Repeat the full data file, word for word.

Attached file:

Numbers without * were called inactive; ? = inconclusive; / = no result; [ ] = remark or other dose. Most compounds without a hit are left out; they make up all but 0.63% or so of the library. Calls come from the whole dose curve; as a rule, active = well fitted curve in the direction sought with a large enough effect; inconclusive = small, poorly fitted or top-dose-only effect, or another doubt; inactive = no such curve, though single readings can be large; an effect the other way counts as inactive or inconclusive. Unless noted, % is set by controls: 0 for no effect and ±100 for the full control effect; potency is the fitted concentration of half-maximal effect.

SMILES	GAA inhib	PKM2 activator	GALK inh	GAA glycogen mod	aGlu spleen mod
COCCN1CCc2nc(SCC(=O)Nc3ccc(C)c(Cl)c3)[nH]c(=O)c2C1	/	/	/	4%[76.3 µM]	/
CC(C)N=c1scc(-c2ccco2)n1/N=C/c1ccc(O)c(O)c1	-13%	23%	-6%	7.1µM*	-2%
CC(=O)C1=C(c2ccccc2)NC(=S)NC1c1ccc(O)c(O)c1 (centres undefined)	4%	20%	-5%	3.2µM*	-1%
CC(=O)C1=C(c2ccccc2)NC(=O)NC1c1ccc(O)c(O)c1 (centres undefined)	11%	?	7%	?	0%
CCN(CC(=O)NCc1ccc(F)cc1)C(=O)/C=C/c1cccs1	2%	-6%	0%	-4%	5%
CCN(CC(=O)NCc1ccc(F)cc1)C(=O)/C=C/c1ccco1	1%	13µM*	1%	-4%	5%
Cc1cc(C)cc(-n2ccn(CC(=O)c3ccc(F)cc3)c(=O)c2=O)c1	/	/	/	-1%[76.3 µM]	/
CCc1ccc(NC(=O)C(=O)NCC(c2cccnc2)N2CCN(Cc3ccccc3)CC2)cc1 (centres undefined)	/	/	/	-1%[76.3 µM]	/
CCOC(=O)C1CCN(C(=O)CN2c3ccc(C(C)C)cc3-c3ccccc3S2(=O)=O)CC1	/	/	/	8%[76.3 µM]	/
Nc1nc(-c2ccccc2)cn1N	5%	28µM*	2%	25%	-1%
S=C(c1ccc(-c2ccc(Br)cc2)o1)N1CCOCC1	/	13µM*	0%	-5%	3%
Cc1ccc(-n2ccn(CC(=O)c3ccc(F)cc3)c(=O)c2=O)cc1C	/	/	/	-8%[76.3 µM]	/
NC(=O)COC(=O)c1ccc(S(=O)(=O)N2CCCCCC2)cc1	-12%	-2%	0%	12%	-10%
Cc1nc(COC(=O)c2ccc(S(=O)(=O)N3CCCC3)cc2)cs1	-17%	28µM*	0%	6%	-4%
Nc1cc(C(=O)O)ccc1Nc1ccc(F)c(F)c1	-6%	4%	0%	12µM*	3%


Numbers without * were called inactive; ? = inconclusive; / = no result; [ ] = remark or other dose. Most compounds without a hit are left out; they make up all but 0.63% or so of the library. Calls come from the whole dose curve; as a rule, active = well fitted curve in the direction sought with a large enough effect; inconclusive = small, poorly fitted or top-dose-only effect, or another doubt; inactive = no such curve, though single readings can be large; an effect the other way counts as inactive or inconclusive. Unless noted, % is set by controls: 0 for no effect and ±100 for the full control effect; potency is the fitted concentration of half-maximal effect.

SMILES	GAA inhib	PKM2 activator	GALK inh	GAA glycogen mod	aGlu spleen mod
COCCN1CCc2nc(SCC(=O)Nc3ccc(C)c(Cl)c3)[nH]c(=O)c2C1	/	/	/	4%[76.3 µM]	/
CC(C)N=c1scc(-c2ccco2)n1/N=C/c1ccc(O)c(O)c1	-13%	23%	-6%	7.1µM*	-2%
CC(=O)C1=C(c2ccccc2)NC(=S)NC1c1ccc(O)c(O)c1 (centres undefined)	4%	20%	-5%	3.2µM*	-1%
CC(=O)C1=C(c2ccccc2)NC(=O)NC1c1ccc(O)c(O)c1 (centres undefined)	11%	?	7%	?	0%
CCN(CC(=O)NCc1ccc(F)cc1)C(=O)/C=C/c1cccs1	2%	-6%	0%	-4%	5%
CCN(CC(=O)NCc1ccc(F)cc1)C(=O)/C=C/c1ccco1	1%	13µM*	1%	-4%	5%
Cc1cc(C)cc(-n2ccn(CC(=O)c3ccc(F)cc3)c(=O)c2=O)c1	/	/	/	-1%[76.3 µM]	/
CCc1ccc(NC(=O)C(=O)NCC(c2cccnc2)N2CCN(Cc3ccccc3)CC2)cc1 (centres undefined)	/	/	/	-1%[76.3 µM]	/
CCOC(=O)C1CCN(C(=O)CN2c3ccc(C(C)C)cc3-c3ccccc3S2(=O)=O)CC1	/	/	/	8%[76.3 µM]	/
Nc1nc(-c2ccccc2)cn1N	5%	28µM*	2%	25%	-1%
S=C(c1ccc(-c2ccc(Br)cc2)o1)N1CCOCC1	/	13µM*	0%	-5%	3%
Cc1ccc(-n2ccn(CC(=O)c3ccc(F)cc3)c(=O)c2=O)cc1C	/	/	/	-8%[76.3 µM]	/
NC(=O)COC(=O)c1ccc(S(=O)(=O)N2CCCCCC2)cc1	-12%	-2%	0%	12%	-10%
Cc1nc(COC(=O)c2ccc(S(=O)(=O)N3CCCC3)cc2)cs1	-17%	28µM*	0%	6%	-4%
Nc1cc(C(=O)O)ccc1Nc1ccc(F)c(F)c1	-6%	4%	0%	12µM*	3%